Besides providing entertainment, these trackers make sleeping practical. Each measured night (I’m still tracking, sometimes; it’s still fun) provides a task for the day: Make the next night’s sleep better. Sleep becomes productive, a catalyst for changing my waking habits. I’ll make adjustments to my day—more fruits and vegetables, more “mindfulness” in the evening hours, for instance, in order to achieve “better” data at night. That will in turn affect my nights, making me sleep more efficiently, which will make me more productive during the day, and so on, until the cycle has been calibrated just so to make me an efficient and productive person. (And I ignore that sometimes I won’t track a night because I don’t want it to “count.”)
To get there, every night before turning on the monitors, I tell myself I’ll add context in the morning: I’ll say when I went to sleep after spending the better part of the day at home, in house pants; I’ll admit when I’ve had above the recommended daily amount of alcohol for a woman or a man; I’ll note when there was someone else in my bed (there never was—it’s never too late to introduce sleep-tracking to a relationship). But come morning, I never do. It’s too much work. Plus, I wake up ravenous, and by the time I’ve finished my English muffin, there’s something else on my mind.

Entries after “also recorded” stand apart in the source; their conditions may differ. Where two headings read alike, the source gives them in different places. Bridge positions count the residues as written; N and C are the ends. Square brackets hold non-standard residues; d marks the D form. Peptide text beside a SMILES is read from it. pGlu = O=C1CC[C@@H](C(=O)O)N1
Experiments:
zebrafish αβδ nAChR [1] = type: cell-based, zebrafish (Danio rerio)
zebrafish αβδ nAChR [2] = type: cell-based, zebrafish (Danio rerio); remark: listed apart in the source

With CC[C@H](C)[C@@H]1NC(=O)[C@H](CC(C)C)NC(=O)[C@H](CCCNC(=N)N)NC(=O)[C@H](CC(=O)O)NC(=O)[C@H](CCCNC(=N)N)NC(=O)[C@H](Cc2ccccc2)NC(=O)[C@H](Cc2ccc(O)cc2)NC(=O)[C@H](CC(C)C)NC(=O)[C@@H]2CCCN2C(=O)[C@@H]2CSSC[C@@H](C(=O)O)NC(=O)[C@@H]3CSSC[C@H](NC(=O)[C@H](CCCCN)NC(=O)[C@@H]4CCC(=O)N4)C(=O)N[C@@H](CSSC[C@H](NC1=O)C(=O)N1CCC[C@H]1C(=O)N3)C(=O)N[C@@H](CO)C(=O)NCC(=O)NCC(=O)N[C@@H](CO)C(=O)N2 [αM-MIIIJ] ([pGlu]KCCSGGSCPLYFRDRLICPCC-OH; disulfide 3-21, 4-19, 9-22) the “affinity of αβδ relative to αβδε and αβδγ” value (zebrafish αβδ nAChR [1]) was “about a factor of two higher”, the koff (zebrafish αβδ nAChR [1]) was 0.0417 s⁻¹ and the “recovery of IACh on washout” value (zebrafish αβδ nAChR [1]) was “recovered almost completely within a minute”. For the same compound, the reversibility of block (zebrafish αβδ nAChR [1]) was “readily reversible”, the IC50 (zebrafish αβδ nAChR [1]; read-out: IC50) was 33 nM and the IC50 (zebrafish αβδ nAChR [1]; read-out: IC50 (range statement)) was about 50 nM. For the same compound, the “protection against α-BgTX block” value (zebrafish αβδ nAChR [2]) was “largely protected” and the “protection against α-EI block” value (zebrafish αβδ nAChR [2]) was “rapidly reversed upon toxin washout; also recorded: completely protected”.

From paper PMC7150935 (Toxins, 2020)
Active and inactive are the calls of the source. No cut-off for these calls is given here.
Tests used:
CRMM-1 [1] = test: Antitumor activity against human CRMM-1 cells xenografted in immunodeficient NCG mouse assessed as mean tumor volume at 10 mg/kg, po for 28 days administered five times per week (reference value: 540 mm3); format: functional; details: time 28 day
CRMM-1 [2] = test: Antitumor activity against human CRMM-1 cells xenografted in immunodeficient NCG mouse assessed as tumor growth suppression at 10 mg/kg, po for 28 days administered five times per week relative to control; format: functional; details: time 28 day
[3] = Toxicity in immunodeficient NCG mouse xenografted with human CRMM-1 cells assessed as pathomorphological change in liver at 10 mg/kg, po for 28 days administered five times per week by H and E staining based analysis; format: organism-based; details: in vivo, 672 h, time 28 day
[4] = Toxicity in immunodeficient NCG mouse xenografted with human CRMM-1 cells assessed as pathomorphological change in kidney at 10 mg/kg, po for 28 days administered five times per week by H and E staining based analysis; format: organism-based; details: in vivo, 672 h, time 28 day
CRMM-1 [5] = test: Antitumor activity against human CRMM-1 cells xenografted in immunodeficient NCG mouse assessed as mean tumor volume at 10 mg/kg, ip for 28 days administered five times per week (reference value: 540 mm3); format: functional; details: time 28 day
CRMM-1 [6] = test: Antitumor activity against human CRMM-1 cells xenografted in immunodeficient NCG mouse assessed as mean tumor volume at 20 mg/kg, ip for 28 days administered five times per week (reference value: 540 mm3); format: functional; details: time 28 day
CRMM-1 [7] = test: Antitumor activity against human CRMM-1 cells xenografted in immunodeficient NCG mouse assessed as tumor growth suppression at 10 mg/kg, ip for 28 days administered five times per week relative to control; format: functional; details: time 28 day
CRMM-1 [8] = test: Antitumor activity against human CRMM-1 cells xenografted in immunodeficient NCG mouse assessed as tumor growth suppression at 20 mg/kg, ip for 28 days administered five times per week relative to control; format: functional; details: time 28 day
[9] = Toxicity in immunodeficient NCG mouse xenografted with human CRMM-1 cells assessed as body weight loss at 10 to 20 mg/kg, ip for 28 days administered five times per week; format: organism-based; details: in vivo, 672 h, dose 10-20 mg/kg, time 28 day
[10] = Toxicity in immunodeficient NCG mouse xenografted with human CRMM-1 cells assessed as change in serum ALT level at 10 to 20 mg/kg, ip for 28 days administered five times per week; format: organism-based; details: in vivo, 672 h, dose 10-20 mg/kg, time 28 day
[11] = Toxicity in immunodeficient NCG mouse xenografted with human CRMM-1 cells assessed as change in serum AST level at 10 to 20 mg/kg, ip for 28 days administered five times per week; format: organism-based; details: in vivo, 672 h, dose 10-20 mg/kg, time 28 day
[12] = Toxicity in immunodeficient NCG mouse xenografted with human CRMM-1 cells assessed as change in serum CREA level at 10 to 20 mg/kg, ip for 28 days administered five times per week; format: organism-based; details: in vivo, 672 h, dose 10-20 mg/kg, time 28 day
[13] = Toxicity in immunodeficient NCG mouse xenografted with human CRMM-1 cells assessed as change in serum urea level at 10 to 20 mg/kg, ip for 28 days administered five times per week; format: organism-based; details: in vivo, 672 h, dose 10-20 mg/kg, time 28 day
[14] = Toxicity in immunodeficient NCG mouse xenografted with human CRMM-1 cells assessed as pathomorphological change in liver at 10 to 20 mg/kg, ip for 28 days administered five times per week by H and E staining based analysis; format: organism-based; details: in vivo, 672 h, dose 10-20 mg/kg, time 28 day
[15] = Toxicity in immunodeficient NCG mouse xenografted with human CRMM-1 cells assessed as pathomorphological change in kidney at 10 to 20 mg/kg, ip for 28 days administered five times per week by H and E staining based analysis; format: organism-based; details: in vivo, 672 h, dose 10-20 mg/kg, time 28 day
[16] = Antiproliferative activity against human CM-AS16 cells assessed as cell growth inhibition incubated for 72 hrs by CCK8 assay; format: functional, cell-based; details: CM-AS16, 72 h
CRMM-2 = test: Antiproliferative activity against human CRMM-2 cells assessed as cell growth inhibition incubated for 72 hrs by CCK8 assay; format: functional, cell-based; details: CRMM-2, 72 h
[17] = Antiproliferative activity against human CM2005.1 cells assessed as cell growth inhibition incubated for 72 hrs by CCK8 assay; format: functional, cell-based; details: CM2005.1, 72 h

By the time I look at the data, narcissism, and the corresponding need for a stable, certain identity, for seeing myself clearly everywhere, is enough to justify not adding information that could make the results any more complicated. I like certainty wherever I can get it, and there’s a perverse sense of pleasure in seeing that I got only 19 minutes of deep sleep last night. It’s not that this number validates or invalidates any sleep-disorder diagnosis—for now, I’ve given up on that project—but rather that it validates what I did during those unconscious, formerly unknowable hours. I created data; I was productive. And because I’m a proper millennial, this doesn’t necessarily feel good, but it feels right.